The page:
Today we basically stay home doing nothing. I write some of these stories and later in the day we visit my father-in-law in the hospital. He will have some more tests because he is suffering from nausea after the surgery. And will be in the hospital at least a few more days. I am sure he would really like to go home. He must be worried about the company too, as he basically worked 7 days a week. We stay only a short while as that is all the kids can handle. So I will write a little more about everyday things in Japan in the rest of this post.
A traditional breakfast for Japanese consists of fish and rice, although many Japanese may get something from the convenience store now-a-days. On my first few trips, my wife’s mom prepared these typical japanese meals for breakfast. Generally it is a dried or broiled small fish served whole with the head. It is salty of course, but not bad in taste. However, I am use to a coffee and a muffin or donuts for breakfast, so this is a big change to my diet. There is also sometimes pickled veggie or tofu served and soup. Except my body was not adapting well and I was, ahem, having a hard time going to the bathroom. So she started doing salads for the breakfast to adapt for me. Today she makes a french toast. My wife had been making french toast at least once a week back in the US. So I guess her mom felt that would be better for me. It is normal french toast, except since she didn’t get syrup she sprinkles sugar on one side. So it is basically like donuts for me.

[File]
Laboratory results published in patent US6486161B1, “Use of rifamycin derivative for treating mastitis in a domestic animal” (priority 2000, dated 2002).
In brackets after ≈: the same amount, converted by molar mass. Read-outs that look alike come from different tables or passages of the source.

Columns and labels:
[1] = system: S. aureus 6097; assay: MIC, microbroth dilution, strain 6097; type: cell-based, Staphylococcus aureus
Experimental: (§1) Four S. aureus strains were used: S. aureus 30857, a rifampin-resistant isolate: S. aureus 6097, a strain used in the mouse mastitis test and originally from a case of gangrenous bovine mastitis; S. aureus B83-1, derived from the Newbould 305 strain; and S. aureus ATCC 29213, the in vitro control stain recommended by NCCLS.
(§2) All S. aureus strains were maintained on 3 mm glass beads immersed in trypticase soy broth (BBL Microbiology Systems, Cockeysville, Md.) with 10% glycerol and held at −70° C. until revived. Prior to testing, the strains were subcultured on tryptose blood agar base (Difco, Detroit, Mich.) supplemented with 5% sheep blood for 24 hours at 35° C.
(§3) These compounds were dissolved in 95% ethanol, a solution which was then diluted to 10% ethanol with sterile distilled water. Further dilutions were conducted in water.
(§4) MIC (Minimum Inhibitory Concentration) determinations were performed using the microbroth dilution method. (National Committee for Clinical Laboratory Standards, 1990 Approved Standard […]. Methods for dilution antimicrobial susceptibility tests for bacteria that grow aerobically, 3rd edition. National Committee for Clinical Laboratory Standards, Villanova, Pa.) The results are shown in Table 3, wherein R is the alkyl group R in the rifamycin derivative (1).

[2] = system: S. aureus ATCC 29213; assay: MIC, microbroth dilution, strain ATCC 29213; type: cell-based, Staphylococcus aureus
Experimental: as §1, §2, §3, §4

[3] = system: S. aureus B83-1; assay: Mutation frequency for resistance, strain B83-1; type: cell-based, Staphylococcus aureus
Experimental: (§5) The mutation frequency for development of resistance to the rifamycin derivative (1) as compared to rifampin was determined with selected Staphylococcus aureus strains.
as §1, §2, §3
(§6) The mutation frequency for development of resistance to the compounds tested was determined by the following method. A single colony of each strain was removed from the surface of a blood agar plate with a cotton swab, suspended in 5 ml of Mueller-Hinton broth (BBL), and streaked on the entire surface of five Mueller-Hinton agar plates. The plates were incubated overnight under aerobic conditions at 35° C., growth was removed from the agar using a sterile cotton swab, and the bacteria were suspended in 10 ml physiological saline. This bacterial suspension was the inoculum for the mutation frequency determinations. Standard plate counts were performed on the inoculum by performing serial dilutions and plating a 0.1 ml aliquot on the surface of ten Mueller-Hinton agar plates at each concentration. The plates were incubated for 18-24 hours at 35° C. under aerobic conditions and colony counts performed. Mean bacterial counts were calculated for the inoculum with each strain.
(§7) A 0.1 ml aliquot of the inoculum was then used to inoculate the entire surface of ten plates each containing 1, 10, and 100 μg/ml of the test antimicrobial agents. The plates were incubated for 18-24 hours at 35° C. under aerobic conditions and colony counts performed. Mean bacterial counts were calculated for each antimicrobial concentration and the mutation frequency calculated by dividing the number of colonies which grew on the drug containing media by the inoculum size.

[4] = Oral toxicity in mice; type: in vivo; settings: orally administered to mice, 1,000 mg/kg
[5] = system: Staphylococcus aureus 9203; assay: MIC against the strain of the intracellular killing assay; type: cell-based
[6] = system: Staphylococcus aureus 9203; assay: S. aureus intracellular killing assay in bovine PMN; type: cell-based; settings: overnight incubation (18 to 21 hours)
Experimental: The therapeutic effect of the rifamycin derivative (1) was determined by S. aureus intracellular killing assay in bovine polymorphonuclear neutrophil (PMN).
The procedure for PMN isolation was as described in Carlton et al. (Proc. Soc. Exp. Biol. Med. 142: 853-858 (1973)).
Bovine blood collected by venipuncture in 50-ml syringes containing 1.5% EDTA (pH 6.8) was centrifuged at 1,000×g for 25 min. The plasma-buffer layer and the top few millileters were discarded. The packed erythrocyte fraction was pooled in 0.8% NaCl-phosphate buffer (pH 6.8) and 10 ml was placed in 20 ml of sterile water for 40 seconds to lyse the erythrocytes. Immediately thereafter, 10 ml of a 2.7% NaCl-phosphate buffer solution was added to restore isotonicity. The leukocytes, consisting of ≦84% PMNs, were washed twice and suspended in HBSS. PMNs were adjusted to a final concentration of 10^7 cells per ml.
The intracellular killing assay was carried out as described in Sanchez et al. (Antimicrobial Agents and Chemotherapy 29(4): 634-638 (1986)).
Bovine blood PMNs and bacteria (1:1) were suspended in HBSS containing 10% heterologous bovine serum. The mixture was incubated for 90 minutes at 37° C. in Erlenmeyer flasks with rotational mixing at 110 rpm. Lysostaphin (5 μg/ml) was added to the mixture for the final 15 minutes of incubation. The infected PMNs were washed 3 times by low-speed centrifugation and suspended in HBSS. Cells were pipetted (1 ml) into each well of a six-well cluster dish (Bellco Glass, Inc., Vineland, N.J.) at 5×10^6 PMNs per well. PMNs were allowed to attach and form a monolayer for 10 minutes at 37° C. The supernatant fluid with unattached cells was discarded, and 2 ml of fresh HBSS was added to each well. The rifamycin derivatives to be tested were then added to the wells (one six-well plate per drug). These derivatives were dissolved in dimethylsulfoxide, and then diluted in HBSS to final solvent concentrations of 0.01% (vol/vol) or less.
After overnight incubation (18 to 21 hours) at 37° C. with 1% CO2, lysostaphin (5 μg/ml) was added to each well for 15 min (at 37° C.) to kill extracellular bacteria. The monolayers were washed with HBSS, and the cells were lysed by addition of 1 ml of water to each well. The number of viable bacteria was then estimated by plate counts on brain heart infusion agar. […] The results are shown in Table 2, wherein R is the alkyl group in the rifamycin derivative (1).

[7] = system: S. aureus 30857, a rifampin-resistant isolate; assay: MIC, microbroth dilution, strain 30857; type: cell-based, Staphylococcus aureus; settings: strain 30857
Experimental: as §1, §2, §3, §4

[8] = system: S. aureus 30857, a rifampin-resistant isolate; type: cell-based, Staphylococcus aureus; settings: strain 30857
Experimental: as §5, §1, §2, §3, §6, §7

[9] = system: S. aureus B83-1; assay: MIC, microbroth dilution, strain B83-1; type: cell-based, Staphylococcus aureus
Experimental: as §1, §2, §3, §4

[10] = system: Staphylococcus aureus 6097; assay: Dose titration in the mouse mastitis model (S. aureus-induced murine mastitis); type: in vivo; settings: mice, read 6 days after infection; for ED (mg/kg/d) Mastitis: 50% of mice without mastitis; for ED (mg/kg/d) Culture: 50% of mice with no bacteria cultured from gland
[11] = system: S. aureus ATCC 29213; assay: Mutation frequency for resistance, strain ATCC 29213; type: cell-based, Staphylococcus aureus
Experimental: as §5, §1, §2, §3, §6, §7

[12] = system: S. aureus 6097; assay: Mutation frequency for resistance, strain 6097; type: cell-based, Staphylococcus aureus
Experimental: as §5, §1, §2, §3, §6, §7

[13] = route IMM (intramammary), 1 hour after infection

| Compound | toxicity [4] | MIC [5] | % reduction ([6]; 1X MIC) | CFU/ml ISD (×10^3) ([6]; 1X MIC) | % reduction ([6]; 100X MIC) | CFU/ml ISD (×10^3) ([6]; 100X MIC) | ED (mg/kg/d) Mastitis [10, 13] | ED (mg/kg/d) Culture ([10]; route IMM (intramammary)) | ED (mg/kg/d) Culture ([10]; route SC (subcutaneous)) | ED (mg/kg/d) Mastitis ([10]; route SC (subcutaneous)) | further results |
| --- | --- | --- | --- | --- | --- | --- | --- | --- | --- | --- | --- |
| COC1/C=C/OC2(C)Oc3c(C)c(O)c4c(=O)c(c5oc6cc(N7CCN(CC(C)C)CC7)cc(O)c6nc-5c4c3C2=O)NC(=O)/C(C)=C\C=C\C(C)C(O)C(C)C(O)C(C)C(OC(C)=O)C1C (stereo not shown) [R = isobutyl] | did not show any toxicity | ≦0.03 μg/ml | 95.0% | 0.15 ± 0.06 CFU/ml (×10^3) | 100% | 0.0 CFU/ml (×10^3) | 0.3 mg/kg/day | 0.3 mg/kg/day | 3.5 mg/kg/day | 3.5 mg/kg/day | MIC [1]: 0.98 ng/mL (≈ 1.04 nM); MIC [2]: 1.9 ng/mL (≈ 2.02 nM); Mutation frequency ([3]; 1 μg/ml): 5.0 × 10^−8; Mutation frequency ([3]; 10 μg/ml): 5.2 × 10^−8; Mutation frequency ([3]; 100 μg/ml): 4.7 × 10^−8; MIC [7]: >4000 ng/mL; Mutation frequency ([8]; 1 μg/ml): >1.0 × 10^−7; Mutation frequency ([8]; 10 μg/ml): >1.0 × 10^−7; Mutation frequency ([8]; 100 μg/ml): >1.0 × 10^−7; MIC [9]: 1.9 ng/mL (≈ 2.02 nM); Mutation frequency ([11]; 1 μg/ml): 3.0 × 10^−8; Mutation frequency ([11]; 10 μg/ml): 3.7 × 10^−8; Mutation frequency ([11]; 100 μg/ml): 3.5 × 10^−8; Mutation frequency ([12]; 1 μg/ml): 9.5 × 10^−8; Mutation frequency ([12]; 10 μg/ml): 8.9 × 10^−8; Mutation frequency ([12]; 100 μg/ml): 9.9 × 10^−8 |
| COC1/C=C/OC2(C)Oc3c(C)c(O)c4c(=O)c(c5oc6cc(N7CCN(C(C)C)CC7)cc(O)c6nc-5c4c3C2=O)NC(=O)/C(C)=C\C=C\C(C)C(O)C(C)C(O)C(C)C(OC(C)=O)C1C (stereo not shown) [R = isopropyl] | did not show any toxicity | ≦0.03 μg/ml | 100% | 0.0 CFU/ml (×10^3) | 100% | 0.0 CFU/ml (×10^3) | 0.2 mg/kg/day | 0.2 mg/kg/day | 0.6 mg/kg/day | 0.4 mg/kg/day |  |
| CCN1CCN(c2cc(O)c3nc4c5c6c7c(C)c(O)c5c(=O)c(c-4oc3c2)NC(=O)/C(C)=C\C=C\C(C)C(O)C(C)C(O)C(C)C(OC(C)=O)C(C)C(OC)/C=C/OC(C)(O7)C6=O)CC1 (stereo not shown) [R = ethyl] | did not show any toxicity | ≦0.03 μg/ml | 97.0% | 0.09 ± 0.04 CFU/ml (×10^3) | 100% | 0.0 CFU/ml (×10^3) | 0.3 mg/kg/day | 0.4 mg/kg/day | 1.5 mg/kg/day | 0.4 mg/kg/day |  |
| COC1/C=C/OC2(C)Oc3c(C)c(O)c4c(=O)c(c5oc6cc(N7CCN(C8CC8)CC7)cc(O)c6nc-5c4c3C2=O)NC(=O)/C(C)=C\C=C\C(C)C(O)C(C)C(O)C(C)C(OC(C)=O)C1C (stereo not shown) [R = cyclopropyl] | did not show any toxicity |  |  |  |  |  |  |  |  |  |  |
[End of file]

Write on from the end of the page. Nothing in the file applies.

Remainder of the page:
My parent-in-laws apartment is about 45km outside of Tokyo and 25km outside of Yokohama. So really it is not that far, about 28 miles and 15 miles, but driving in or out from Tokyo takes 2 hours and Yokohama is an hours drive. There is a highway but it takes a good 10 to 15 minutes to get to that and then the speed limit is 80kph or less for most of it… which is about 50mph for those of you in the US. Japanese drive on the left which is the same as the British. Streets are pretty narrow with the exception of the major roadways. And they go in every direction so navigating Japan even for Japanese is no easy task (I will write more about this in a later post). I don’t have a license, so my wife does all the driving. Or her brother or father when he is well. It gets quite boring being the passenger all the time. I had heard you can get an international license permit that you can use to drive in Japan. I really need to investigate this more as I can only take being a passenger for so long.
Parking is an adventure here, if there is a parking lot, it is tiny compared to the US. And in some cases you just park on the walkway. Many buildings are raised so that you park under the building. That is at ground level between the support structure/columns for the building. Space is a premium in Japan, so there are even more ingenious ways for parking, such as double decker parking spaces. These are special lifts, that when you park, lift the car to allow another car to park below. Of course many cars are designed smaller here as well, even trucks and SUVs, so more cars can fit in a smaller space. When it comes to parking meters some have special locking mechanisms on the ground, where you can not get out of the spot with out paying or seriously damaging your car.
For the apartment we stay in, the parking is under a building next door… which to get the car into the spot we access via a narrow side street and then an alley that is actually wider than the street. However, often when coming back in the evening, there is a car parked in the alley. So we have to squeeze by those cars which leaves about 10cm room on each side (if that) and finally turn into the space. Since we pull into the space, getting out requires backing up through this same path. Usually in the morning the cars are gone and so it is somewhat easier. As if that were not hard enough, the landlord has their dog chained so that it can wonder across the path to get to the parking space. We always have to check for the doggone (pun intended) dog. Some day that dog is going to be a goner.